Matthew Heineman’s slick, troubling documentary, “Cartel Land,” takes place along the US-Mexican border, but it really unfolds in an immense gray area of morality and intent. It’s about vigilantes on both sides of the line, men who have taken the law into their own hands to fight the drug gangs because, as they see it, there is no other law in sight. They believe they’re good men — or they say as much — but the longer we look at them through Heineman’s lens, the harder it is to tell. And the filmmaker, more’s the pity, isn’t asking.
On the American side sits Tim “Nailer” Foley, a grizzled ex-druggie who saw the light after an auto accident and organized the Arizona Border Recon, which initially targeted illegal immigrants in extra-legal border raids, then switched to fighting the drug cartels. “They have more people and more guns,” Foley tells the filmmaker. “We’re David and they’re Goliath.”
A thousand miles away, in the Mexican state of Michoacan, a courtly, white-haired doctor named Jose Manuel Mireles spearheads the Autodefensas, a volunteer militia that travels from town to town, cleaning out gangsters who murder entire families with impunity. Mireles is a charismatic figure and whole villages rally to his side; in one mesmerizing early scene, a Mexican army unit tries to disarm the Autodefensas only to back down in the face of a mob of angry men and women.
Heineman has shot “Cartel Land,” winner of the Grand Jury Prize at this year’s Sundance Film Festival, like a thriller. The images are composed and saturated with colors, the editing shapes scenes for suspense and dramatic impact. At times, it’s as though we’ve traveled through the looking glass and are watching “Breaking Bad” from the real-world side. Yet the filmmaking doesn’t go much beyond its admittedly arresting surface. Is Foley an extremist, as the Southern Law Poverty Center has labeled him? Heineman wants us to decide for ourselves, but he doesn’t give us enough information — no background history, no third-party interviews. A glimpse of Foley’s crew watching “The Sean Hannity Show” doesn’t cut it.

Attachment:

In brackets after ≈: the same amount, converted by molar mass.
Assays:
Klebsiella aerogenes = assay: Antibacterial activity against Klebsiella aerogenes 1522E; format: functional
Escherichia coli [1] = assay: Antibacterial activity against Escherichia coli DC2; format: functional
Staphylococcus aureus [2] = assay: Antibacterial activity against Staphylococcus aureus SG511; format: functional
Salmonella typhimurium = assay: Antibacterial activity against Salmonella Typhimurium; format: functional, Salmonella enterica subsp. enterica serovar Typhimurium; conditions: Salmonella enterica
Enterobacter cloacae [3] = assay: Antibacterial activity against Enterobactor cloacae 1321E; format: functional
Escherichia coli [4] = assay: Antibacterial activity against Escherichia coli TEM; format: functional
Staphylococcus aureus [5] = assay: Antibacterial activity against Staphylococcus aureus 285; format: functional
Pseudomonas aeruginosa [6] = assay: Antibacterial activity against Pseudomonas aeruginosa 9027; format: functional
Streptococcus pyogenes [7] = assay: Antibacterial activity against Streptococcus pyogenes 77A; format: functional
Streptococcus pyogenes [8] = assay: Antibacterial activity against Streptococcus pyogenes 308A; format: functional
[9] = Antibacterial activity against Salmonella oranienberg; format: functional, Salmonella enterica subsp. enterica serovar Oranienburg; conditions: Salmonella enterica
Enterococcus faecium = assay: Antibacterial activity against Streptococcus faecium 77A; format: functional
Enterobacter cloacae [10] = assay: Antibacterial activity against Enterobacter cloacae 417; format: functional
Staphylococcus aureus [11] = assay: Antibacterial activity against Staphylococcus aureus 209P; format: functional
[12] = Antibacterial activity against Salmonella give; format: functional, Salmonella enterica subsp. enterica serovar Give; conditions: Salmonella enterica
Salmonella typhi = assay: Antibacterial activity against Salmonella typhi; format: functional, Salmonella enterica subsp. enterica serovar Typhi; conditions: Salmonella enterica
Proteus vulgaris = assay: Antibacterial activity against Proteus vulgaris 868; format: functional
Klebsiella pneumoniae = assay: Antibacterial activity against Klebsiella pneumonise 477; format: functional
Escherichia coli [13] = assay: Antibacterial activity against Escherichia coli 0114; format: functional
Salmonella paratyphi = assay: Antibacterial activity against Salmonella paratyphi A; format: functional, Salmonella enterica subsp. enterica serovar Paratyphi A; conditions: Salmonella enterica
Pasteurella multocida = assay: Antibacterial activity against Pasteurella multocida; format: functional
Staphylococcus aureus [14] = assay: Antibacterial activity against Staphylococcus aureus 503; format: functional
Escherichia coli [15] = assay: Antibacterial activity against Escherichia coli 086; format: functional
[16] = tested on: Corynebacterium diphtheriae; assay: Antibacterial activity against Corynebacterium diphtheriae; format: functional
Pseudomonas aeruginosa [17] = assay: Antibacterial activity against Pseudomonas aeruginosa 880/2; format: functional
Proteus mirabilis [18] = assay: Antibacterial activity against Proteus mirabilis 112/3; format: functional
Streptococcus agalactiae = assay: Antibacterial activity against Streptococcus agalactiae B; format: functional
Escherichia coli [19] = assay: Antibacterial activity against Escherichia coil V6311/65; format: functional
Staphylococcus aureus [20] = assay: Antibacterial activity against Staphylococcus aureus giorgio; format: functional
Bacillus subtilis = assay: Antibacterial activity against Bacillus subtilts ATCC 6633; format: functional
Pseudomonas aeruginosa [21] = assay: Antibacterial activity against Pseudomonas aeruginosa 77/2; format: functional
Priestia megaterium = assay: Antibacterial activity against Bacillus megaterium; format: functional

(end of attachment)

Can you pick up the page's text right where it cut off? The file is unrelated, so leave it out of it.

Anyway, “Cartel Land” spends most of its running time with Mireles and the Autodefensas, if for no other reason than that they’re the better story. The more we learn of the good doctor, the more problematic he seems; a big ego and a weakness for young women turn out to be the least of his flaws. The movie charts the rise and fall of his movement and implies that while Mireles may be corrupt, the government and armed forces are more corrupt, so he’s still some kind of folk hero.
Even if it leaves you wanting more, “Cartel Land” deserves to be seen. It puts human faces and motives on an issue we tend to think about in the abstract or as a source of horrific headlines; the real heroes of this movie are the men and women trying to live normal lives in the midst of blood-soaked anarchy. For all that, there’s a bass note of futility that runs beneath Heineman’s documentary and it surfaces with a vengeance at the very end, when we learn that some of Mireles’s Autodefensas are simultaneously engaged with the drug trade. Why not play both sides, they seem to ask. How else is one to live in a world that civilization has abandoned?
That sense of hopelessness infects the film and may possibly have unmanned its maker. Behind the cool, nonjudgmental gaze of “Cartel Land” is a despair that never comes to terms with itself.